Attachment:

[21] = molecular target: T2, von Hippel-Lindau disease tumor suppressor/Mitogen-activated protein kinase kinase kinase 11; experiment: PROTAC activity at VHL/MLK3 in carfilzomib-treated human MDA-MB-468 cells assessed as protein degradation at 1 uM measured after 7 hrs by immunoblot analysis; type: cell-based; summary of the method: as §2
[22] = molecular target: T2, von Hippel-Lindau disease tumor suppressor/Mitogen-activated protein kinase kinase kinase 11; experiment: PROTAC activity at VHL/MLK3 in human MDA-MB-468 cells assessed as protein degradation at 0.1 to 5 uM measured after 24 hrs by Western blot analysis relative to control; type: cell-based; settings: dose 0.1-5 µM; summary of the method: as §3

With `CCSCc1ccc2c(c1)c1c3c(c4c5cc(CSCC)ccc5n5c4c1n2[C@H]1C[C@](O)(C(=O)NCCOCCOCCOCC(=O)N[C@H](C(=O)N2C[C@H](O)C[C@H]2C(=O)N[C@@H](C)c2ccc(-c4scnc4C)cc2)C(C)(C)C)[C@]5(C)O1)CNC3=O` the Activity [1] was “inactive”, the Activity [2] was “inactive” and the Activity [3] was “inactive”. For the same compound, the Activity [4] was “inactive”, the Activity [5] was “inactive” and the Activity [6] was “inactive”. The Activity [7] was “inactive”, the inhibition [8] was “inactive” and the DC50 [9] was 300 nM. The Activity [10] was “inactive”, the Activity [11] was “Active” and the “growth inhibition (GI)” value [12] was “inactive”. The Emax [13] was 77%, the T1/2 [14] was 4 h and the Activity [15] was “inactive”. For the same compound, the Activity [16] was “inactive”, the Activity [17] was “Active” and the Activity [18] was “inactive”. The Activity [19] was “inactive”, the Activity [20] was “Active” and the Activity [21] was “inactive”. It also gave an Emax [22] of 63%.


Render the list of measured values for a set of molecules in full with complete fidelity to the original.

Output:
[21] = molecular target: T2, von Hippel-Lindau disease tumor suppressor/Mitogen-activated protein kinase kinase kinase 11; experiment: PROTAC activity at VHL/MLK3 in carfilzomib-treated human MDA-MB-468 cells assessed as protein degradation at 1 uM measured after 7 hrs by immunoblot analysis; type: cell-based; summary of the method: as §2
[22] = molecular target: T2, von Hippel-Lindau disease tumor suppressor/Mitogen-activated protein kinase kinase kinase 11; experiment: PROTAC activity at VHL/MLK3 in human MDA-MB-468 cells assessed as protein degradation at 0.1 to 5 uM measured after 24 hrs by Western blot analysis relative to control; type: cell-based; settings: dose 0.1-5 µM; summary of the method: as §3

With `CCSCc1ccc2c(c1)c1c3c(c4c5cc(CSCC)ccc5n5c4c1n2[C@H]1C[C@](O)(C(=O)NCCOCCOCCOCC(=O)N[C@H](C(=O)N2C[C@H](O)C[C@H]2C(=O)N[C@@H](C)c2ccc(-c4scnc4C)cc2)C(C)(C)C)[C@]5(C)O1)CNC3=O` the Activity [1] was “inactive”, the Activity [2] was “inactive” and the Activity [3] was “inactive”. For the same compound, the Activity [4] was “inactive”, the Activity [5] was “inactive” and the Activity [6] was “inactive”. The Activity [7] was “inactive”, the inhibition [8] was “inactive” and the DC50 [9] was 300 nM. The Activity [10] was “inactive”, the Activity [11] was “Active” and the “growth inhibition (GI)” value [12] was “inactive”. The Emax [13] was 77%, the T1/2 [14] was 4 h and the Activity [15] was “inactive”. For the same compound, the Activity [16] was “inactive”, the Activity [17] was “Active” and the Activity [18] was “inactive”. The Activity [19] was “inactive”, the Activity [20] was “Active” and the Activity [21] was “inactive”. It also gave an Emax [22] of 63%.